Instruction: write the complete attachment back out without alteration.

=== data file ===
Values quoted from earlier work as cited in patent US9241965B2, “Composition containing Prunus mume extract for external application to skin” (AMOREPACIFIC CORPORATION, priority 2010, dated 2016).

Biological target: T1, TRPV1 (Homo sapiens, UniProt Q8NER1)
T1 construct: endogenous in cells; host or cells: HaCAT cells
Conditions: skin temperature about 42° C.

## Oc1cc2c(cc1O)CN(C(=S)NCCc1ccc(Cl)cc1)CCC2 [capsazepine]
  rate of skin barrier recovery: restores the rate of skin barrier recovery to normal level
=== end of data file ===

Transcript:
Values quoted from earlier work as cited in patent US9241965B2, “Composition containing Prunus mume extract for external application to skin” (AMOREPACIFIC CORPORATION, priority 2010, dated 2016).

Biological target: T1, TRPV1 (Homo sapiens, UniProt Q8NER1)
T1 construct: endogenous in cells; host or cells: HaCAT cells
Conditions: skin temperature about 42° C.

## Oc1cc2c(cc1O)CN(C(=S)NCCc1ccc(Cl)cc1)CCC2 [capsazepine]
  rate of skin barrier recovery: restores the rate of skin barrier recovery to normal level